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maintained sector a select, privileged and exclusive few who are now being financed at an overgenerous rate to integrate them? Would it not have been better to point out that state schools are there to provide for all children in Northern Ireland, and have encouraged proper evolution in terms of integrated education?

Dr. Mawhinney : In law, all Northern Ireland schools--not just state schools--are open to any pupil wishing to attend them. However, until the education reform proposals were implemented, parents who wished to send their children to state schools and those who wanted to send their children to Catholic schools received all the Government money that was available. Parents who wanted the choice to send their children to schools where they could be integrated in the same classroom as children of a different religion received none of the taxpayers' money. The Government firmly believe that parents have as much right to make a choice in respect of integrated schools as they do in respect of state or Catholic schools.

Sectarian Activity

7. Mr. Ron Brown : To ask the Secretary of State for Northern Ireland how many people in Northern Ireland have lost their lives as a result of sectarian activity over the past 20 years.

Mr. Tom King : It is not possible to define exactly how many killings were specifically sectarian. However, since 1969, some 2,750 people have been killed as a result of the security situation in Nothern Ireland, including 1,900 civilians.

Mr. Brown : While terrorism, including state terrorism, must be condemned, surely it is time that a Bill of Rights was introduced in Northern Ireland. Otherwise I fear that shootings and bombings will continue. Does the Secretary of State have a view on that? Does he agree that there should be a Bill of Rights? Will he introduce a process of consultation with local communities in Northern Ireland, whether they are Catholic or Protestant? Will he do something politically to solve the tragedy of the North?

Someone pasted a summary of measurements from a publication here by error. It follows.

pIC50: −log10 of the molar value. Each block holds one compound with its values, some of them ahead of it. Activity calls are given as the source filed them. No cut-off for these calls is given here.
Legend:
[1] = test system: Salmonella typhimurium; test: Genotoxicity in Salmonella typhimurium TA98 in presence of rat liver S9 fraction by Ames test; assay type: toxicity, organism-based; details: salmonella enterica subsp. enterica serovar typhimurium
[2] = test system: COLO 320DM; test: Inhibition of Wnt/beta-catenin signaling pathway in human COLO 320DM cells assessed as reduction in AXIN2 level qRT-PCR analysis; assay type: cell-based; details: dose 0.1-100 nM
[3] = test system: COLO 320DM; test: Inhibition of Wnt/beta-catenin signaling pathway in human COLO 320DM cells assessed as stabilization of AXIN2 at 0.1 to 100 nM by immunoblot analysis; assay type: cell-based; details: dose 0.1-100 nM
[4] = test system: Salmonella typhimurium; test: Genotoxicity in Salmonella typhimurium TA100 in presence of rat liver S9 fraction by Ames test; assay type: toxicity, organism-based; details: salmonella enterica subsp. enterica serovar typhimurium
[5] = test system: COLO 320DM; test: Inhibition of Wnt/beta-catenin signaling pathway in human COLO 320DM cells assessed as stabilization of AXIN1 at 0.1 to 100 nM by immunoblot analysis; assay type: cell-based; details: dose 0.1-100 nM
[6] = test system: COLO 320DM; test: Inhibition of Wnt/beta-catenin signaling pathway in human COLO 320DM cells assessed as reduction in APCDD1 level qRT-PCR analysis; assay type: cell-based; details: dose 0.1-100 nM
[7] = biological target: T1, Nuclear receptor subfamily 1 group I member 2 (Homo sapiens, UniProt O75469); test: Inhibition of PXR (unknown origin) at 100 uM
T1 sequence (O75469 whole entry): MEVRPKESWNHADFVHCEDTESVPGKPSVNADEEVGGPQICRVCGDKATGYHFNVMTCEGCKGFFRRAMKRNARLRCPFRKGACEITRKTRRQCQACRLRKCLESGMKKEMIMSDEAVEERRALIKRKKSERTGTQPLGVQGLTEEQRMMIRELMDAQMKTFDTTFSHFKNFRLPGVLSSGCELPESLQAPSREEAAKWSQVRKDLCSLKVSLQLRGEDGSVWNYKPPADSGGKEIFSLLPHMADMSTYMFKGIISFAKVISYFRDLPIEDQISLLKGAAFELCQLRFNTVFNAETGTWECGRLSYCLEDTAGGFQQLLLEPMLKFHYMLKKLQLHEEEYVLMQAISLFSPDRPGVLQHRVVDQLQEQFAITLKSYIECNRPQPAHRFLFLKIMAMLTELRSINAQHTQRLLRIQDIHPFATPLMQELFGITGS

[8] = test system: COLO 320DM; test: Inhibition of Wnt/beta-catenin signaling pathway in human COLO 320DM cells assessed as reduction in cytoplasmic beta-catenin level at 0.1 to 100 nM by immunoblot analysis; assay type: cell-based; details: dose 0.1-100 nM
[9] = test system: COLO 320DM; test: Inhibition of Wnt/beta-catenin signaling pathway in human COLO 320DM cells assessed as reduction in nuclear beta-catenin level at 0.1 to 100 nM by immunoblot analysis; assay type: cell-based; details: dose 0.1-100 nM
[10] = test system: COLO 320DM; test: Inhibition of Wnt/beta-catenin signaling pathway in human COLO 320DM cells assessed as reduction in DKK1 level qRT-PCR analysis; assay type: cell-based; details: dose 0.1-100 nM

Mr. King : Clearly, the figures I gave are an appalling catalogue of human tragedy over the past 20 years. It is against that background that we have sought to address the situation by adopting a determined and positive security policy and by addressing other problems and difficulties--not least those in the social area--that might help achieve the equality of opportunity and the fairness that are relevant to those problems.

Mr. Ian Bruce : Does my right hon. Friend agree that one of the successes of terrorism in Northern Ireland was to destroy the confidence we have in local and regional government there? Does he agree that one way of stopping sectarian killings would be to ensure a secure form of government in the Province? Has my right hon. Friend received any positive suggestions from Unionist politicians in particular about how matters should proceed, so that those politicians may assume full responsibility for governing the Province?

Mr. King : At this stage we have received very little response. I have made it clear that we wish to know the views of elected representatives within Northern Ireland on the way in which its affairs can best be handled in

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future. However, while there is an abundance of opinions in Northern Ireland about what the people there are against, it is extremely difficult to find out what they are in favour of.